(photo credit: Thinkstock/Imagebank)
In the past four months the Crown Heights Jewish Community has seen as many
sexual abuse-related arrests and reports as there have been in the past 20
years. A Crown Heights victims’ advocacy group called CH Watch has documented at
least four arrests in the past four months. What has lead to this drastic
upsurge in reporting child sexual abuse? What was the game changer that turned
the tide, leaving the offenders running for cover and the victims openly
speaking to the police? In a courageous move on July 11, 2011, the Crown Heights
Rabbinical Court (Beit Din) issued a public letter requiring its members to
report credible claims of sexual abuse to the police.
authorities have also encouraged their members to go the police, but what was
unique here is the fact that the Crown Heights Beit Din made the matter public
and not only allowed its members to report directly to the police, but required
The Beit Din’s letter stated that Jewish law requires reporting
credible claims of sexual abuse to the authorities. It went on to reiterate that
Jewish laws written to stop Jewish individuals from informing to the police and
taking other Jews to secular court do not apply in the context of sexual abuse.
This is because the potential offender is classified as a threat that is
endangering the lives of the innocent.
Since the Beit Din’s letter was
released there have been at least four arrests of Crown Heights residents and
rabbis accused of child sexual abuse. That number is staggering considering that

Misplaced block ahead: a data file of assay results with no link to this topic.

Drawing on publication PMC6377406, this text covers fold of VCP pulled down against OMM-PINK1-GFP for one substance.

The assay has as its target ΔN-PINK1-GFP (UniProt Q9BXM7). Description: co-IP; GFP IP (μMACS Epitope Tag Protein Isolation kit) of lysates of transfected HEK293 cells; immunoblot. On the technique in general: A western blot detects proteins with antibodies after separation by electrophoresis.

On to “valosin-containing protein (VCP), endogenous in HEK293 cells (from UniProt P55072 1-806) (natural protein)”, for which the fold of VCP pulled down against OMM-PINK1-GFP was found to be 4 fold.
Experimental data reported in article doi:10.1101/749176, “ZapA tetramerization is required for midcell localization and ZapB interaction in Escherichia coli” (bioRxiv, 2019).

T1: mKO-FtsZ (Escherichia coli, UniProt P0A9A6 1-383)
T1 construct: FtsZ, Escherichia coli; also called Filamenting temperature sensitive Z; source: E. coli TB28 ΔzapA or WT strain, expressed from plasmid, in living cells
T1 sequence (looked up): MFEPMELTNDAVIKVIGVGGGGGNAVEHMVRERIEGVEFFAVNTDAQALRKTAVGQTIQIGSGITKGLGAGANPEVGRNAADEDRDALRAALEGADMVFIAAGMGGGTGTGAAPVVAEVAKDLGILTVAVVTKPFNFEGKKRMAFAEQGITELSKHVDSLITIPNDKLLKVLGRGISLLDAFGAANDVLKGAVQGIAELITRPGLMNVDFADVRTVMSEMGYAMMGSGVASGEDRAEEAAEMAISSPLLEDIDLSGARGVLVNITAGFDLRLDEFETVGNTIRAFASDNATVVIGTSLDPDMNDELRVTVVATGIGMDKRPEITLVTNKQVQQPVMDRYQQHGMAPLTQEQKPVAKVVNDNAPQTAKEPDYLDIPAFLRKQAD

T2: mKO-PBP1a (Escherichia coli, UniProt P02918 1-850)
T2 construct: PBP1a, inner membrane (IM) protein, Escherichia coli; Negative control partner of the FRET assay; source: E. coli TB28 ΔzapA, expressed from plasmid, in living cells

in the last 20 years the Crown Heights Jewish community has seen few if any
arrests related to child sexual abuse. And it’s not because sexual abuse did not
exist - national surveys estimate that 25 percent of children in the US are
victims of sexual abuse. It’s because child sexual abuse previously went
SOME SELECT Orthodox organizations advise members to seek a
rabbi’s permission before reporting abuse to the authorities. Needing a rabbi’s
permission before reporting abuse to the authorities leads to countless victims
suffering in silence and zero accountability and deterrence for perpetrators.
Social workers, child-care providers, teachers, counselors and others are
legally bound to report abuse. Encouraging them not to may also constitute
obstruction of justice and witness tampering.
When rabbis serve as
gatekeepers to the police, they may also discourage victims from reporting
sexual abuse in an effort to avoid chilul hashem (desecration of God’s name),
that is, giving a bad name to the community. The Crown Heights Beit Din’s letter
is an unequivocal statement that sexual abuse victims should not need a rabbi’s
permission to report abuse to the authorities and that the value of human life
supersedes claims of chilul hashem.
The impact of the Crown Heights Beit
Din’s letter is monumental. As a result, the culture of silence has changed
dramatically over the last few months. A Rabbinical Court requiring victims to
report sexual abuse to the secular authorities is a heartening sign of progress
in an otherwise seemingly insular community. This step forward should be
highlighted in an effort to pressure other rabbinical courts to follow suit.
Victims should not have to suffer in silence. As a closely connected community,
we must also be aware that a sexual abuse accusation from one community member
against another should not lead to cyberspace lynch-mobs, vigilantism, or
“guilty until proven innocent” group-think mentality. Let the system play it
The bottom line is that the recent arrests and exposure of several
alleged predators in Crown Heights would have never occurred without the Beit
Din’s letter encouraging victims to report abuse. We are seeing a major sign of
progress – with the Crown Heights Beit Din at the vanguard.
The hope is
that communities elsewhere can replicate this example.The writer is a
graduate of the City University of New York School of Law, where he served as an
executive editor of the law review. He has advocated for gender equality in
voting rights, sexual abuse awareness and better police-community relations in